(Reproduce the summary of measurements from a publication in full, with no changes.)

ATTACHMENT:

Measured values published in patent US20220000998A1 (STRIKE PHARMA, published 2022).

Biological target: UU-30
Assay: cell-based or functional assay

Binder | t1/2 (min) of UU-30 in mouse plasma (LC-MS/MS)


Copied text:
Measured values published in patent US20220000998A1 (STRIKE PHARMA, published 2022).

Biological target: UU-30
Assay: cell-based or functional assay

Binder | t1/2 (min) of UU-30 in mouse plasma (LC-MS/MS)